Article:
Professor at CEMFI
ICREA Research Professor at MOVE (on leave)
Adjunct Faculty, Department of Economics and Economic History, Universitat Autònoma de Barcelona (on leave)
Research Professor, Barcelona Graduate School of Economics (on leave)
European Research Council (ERC) Starting Grant Holder, 2010-2015.
I am the Editor of SERIEs (Journal of the Spanish Economic Association) and an Associate Editor of Journal of Demographic Economics and Economics Letters
Phone: 34-91-429 4017 E-mail: firstname.lastname@example.org
Family Economics Writ Large (with Jeremy Greenwood and Guillaume Vandenbroucke), forthcoming, Journal of Economic Literature
A survey of the macroeconomic literature on family economics.
Powerful currents have reshaped the structure of families over the last century. There has been (i) a dramatic drop in fertility and greater parental investment in children; (ii) a rise in married female labor-force participation; (iii) a decline in marriage and a rise in divorce; (iv) a higher degree of assortative mating; (v) more children living with a single mother; (vi) shifts in social norms governing premarital sex and married women’s roles in the labor market. Macroeconomic models explaining these aggregate trends are surveyed. The relentless flow of technological progress and its role in shaping family life are stressed.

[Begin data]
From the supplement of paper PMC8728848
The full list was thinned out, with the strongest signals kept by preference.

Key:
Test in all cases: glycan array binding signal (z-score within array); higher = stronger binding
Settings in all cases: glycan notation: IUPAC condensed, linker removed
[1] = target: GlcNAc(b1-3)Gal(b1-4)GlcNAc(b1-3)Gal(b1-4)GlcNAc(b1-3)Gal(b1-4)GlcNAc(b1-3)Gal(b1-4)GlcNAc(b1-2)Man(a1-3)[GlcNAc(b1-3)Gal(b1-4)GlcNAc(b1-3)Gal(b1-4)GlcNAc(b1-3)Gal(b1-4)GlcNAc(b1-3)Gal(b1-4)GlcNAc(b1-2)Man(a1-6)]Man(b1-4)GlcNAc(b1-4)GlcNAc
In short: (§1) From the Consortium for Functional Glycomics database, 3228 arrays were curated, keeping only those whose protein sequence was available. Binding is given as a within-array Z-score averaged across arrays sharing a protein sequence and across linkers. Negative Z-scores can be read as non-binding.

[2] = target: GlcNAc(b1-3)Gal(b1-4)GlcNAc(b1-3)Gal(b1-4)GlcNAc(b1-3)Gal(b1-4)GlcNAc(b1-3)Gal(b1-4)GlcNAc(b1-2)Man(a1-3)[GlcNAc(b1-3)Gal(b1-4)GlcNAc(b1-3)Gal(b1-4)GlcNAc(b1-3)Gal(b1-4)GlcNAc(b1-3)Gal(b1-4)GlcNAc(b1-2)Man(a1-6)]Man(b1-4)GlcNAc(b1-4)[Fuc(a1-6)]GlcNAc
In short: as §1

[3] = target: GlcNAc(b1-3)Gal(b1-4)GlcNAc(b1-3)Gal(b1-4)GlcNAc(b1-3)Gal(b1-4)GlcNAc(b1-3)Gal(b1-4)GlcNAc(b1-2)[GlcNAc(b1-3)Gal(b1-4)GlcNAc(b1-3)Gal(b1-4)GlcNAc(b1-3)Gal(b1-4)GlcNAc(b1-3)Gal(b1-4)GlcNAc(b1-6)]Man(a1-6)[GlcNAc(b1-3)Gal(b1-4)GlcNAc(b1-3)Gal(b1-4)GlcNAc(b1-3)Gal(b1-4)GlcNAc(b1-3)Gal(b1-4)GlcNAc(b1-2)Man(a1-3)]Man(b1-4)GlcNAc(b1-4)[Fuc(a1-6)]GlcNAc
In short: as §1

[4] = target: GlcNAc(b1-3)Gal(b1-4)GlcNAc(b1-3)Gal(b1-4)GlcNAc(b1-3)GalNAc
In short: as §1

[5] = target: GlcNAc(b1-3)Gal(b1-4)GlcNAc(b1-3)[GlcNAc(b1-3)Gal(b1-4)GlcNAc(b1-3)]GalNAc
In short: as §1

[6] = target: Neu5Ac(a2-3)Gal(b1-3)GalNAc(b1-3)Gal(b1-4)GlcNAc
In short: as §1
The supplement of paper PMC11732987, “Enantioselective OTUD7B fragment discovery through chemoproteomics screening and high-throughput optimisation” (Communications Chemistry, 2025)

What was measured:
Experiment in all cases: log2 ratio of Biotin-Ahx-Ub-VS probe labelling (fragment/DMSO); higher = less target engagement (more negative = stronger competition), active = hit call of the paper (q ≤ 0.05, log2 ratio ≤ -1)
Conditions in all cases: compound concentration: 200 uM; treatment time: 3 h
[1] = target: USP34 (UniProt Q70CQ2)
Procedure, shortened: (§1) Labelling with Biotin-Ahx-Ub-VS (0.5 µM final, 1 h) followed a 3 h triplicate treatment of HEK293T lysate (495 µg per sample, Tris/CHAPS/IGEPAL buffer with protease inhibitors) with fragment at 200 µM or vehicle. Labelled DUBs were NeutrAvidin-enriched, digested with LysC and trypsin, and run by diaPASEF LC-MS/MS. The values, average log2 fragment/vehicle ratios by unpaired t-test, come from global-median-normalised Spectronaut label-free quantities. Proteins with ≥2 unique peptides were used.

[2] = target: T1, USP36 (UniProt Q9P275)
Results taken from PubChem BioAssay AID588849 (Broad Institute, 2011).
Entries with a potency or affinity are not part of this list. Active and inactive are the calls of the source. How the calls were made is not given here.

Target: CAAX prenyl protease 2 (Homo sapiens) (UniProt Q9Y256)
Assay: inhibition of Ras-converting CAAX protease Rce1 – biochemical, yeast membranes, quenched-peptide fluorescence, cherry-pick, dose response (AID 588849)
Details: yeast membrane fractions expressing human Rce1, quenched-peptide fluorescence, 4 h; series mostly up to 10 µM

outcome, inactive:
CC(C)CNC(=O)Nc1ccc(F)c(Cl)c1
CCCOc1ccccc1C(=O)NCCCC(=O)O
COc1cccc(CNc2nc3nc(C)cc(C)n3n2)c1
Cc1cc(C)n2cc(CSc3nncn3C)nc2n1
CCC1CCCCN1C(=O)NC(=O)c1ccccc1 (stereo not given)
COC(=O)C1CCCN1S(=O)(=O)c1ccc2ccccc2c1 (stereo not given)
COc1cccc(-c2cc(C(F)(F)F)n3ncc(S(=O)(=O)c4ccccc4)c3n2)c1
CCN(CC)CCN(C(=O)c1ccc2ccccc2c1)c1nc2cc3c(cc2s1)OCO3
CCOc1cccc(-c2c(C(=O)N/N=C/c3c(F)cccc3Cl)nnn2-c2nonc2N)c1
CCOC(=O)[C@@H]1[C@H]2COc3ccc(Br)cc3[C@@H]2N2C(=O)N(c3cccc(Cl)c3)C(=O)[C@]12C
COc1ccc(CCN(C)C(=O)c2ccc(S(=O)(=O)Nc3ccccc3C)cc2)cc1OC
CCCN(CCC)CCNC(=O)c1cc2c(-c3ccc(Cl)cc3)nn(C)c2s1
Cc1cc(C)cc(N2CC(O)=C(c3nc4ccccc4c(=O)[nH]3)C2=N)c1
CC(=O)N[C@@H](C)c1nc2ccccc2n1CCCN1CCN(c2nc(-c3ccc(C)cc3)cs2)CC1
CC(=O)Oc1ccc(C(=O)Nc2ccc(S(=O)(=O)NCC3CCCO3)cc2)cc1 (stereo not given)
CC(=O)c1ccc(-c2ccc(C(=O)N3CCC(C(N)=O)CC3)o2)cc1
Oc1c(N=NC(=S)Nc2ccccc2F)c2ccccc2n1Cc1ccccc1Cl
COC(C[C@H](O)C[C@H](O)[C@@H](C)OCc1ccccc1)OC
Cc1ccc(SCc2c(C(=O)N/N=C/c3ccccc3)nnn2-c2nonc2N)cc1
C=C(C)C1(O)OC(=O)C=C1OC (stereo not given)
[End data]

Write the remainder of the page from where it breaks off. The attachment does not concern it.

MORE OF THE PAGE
Optimal Spatial Taxation: Are Big Cities Too Small? (with Jan Eeckhout)
We analyze the role of optimal income taxation across different local labor markets. Should labor in large cities be taxed differently than in small cities? We find that a planner who needs to raise a given level of revenue and is constrained by free mobility of labor across cities does not choose equal taxes for cities of different sizes. The optimal tax schedule is location specific and tax differences between large and small cities depends on the level of government spending, the concentration of housing wealth and the strength of agglomeration economies. Our estimates for the US imply higher optimal marginal rates in big cities than in small cites. Under the current Federal Income tax code with progressive taxes, marginal rates are already higher in big cities which have higher wages, but the optimal difference we estimate is lower than what is currently observed. Simulating the US economy under the optimal tax schedule, there are large effects on population mobility: the fraction of population in the 5 largest cities grows by 7.6% with 3.4% of the country-wide population moving to bigger cities. The welfare gains however are smaller. This is due to the fact that much of the output gains are spent on the increased costs of housing construction in bigger cities. Aggregate goods consumption goes up by 1.51% while aggregate housing consumption goes down by 1.70%.
Child-Related Transfers, Household Labor Supply and Welfare (with Remzi Kaygusuz and Gustavo Ventura)